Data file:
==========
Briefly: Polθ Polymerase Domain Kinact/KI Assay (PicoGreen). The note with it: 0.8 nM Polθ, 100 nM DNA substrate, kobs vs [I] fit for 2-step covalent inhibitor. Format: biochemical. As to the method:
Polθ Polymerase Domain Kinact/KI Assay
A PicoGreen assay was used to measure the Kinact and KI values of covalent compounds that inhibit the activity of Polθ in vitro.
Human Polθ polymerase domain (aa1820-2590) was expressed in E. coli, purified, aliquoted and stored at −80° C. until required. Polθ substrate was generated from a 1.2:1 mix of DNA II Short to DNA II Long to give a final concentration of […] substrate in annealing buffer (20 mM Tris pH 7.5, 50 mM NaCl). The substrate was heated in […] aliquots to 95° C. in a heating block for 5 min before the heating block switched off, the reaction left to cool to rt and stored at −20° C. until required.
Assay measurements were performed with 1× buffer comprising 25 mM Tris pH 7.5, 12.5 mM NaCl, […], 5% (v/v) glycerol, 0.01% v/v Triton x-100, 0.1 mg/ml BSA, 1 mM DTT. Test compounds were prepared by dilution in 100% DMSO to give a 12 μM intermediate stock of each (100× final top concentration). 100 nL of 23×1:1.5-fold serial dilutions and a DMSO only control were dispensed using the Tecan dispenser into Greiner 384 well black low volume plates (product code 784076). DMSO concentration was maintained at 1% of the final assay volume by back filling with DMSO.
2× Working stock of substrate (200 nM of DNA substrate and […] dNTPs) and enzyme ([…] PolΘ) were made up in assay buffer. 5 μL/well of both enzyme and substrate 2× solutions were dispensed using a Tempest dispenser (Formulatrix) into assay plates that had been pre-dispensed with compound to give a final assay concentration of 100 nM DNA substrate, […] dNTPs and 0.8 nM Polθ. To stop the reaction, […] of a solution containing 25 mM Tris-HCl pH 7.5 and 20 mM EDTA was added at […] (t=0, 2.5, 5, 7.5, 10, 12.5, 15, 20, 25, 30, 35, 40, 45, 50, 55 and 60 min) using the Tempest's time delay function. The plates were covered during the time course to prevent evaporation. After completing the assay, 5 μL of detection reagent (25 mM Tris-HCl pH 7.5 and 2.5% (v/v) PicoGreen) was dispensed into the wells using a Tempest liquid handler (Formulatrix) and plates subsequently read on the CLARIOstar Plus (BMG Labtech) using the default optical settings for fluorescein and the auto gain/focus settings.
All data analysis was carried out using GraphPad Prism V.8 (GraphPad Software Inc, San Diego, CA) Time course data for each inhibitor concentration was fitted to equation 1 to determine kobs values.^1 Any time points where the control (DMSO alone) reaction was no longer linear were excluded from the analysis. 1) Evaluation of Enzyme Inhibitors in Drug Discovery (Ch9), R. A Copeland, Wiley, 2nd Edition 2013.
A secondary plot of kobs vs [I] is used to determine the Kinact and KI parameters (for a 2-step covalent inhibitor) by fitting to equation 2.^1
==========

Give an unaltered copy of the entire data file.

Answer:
Briefly: Polθ Polymerase Domain Kinact/KI Assay (PicoGreen). The note with it: 0.8 nM Polθ, 100 nM DNA substrate, kobs vs [I] fit for 2-step covalent inhibitor. Format: biochemical. As to the method:
Polθ Polymerase Domain Kinact/KI Assay
A PicoGreen assay was used to measure the Kinact and KI values of covalent compounds that inhibit the activity of Polθ in vitro.
Human Polθ polymerase domain (aa1820-2590) was expressed in E. coli, purified, aliquoted and stored at −80° C. until required. Polθ substrate was generated from a 1.2:1 mix of DNA II Short to DNA II Long to give a final concentration of […] substrate in annealing buffer (20 mM Tris pH 7.5, 50 mM NaCl). The substrate was heated in […] aliquots to 95° C. in a heating block for 5 min before the heating block switched off, the reaction left to cool to rt and stored at −20° C. until required.
Assay measurements were performed with 1× buffer comprising 25 mM Tris pH 7.5, 12.5 mM NaCl, […], 5% (v/v) glycerol, 0.01% v/v Triton x-100, 0.1 mg/ml BSA, 1 mM DTT. Test compounds were prepared by dilution in 100% DMSO to give a 12 μM intermediate stock of each (100× final top concentration). 100 nL of 23×1:1.5-fold serial dilutions and a DMSO only control were dispensed using the Tecan dispenser into Greiner 384 well black low volume plates (product code 784076). DMSO concentration was maintained at 1% of the final assay volume by back filling with DMSO.
2× Working stock of substrate (200 nM of DNA substrate and […] dNTPs) and enzyme ([…] PolΘ) were made up in assay buffer. 5 μL/well of both enzyme and substrate 2× solutions were dispensed using a Tempest dispenser (Formulatrix) into assay plates that had been pre-dispensed with compound to give a final assay concentration of 100 nM DNA substrate, […] dNTPs and 0.8 nM Polθ. To stop the reaction, […] of a solution containing 25 mM Tris-HCl pH 7.5 and 20 mM EDTA was added at […] (t=0, 2.5, 5, 7.5, 10, 12.5, 15, 20, 25, 30, 35, 40, 45, 50, 55 and 60 min) using the Tempest's time delay function. The plates were covered during the time course to prevent evaporation. After completing the assay, 5 μL of detection reagent (25 mM Tris-HCl pH 7.5 and 2.5% (v/v) PicoGreen) was dispensed into the wells using a Tempest liquid handler (Formulatrix) and plates subsequently read on the CLARIOstar Plus (BMG Labtech) using the default optical settings for fluorescein and the auto gain/focus settings.
All data analysis was carried out using GraphPad Prism V.8 (GraphPad Software Inc, San Diego, CA) Time course data for each inhibitor concentration was fitted to equation 1 to determine kobs values.^1 Any time points where the control (DMSO alone) reaction was no longer linear were excluded from the analysis. 1) Evaluation of Enzyme Inhibitors in Drug Discovery (Ch9), R. A Copeland, Wiley, 2nd Edition 2013.
A secondary plot of kobs vs [I] is used to determine the Kinact and KI parameters (for a 2-step covalent inhibitor) by fitting to equation 2.^1